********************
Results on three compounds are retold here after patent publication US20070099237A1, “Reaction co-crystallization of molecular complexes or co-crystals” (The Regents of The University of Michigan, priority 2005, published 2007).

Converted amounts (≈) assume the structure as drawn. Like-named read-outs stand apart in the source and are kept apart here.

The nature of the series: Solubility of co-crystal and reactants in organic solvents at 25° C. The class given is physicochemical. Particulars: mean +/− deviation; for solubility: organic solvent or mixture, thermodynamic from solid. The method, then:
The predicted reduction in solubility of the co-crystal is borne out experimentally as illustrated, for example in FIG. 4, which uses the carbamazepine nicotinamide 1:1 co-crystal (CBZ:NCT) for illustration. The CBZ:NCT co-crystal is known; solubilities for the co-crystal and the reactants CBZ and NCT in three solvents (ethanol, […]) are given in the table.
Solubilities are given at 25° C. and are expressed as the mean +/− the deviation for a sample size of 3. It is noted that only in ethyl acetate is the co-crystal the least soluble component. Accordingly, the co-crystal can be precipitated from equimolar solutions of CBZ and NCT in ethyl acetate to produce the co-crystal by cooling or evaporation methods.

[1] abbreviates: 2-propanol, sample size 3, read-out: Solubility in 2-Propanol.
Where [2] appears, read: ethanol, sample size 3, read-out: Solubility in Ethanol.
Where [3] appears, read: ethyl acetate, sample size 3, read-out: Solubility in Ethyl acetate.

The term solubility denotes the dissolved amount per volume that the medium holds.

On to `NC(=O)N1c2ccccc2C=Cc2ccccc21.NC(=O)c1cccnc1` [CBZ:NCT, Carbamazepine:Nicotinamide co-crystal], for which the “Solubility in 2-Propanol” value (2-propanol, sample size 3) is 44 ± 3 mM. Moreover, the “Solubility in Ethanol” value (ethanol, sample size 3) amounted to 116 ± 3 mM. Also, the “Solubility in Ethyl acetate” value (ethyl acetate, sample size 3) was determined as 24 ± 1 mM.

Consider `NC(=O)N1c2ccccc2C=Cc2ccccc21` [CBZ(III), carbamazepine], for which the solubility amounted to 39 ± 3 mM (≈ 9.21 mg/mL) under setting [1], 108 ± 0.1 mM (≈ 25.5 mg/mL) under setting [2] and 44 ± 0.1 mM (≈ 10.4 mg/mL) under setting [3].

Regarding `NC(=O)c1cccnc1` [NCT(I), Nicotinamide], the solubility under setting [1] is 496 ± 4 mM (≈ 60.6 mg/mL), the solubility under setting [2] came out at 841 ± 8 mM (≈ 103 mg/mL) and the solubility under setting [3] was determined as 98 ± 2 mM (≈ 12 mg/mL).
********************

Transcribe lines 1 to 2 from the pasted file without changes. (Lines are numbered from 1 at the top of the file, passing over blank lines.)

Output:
Results on three compounds are retold here after patent publication US20070099237A1, “Reaction co-crystallization of molecular complexes or co-crystals” (The Regents of The University of Michigan, priority 2005, published 2007).

Converted amounts (≈) assume the structure as drawn. Like-named read-outs stand apart in the source and are kept apart here.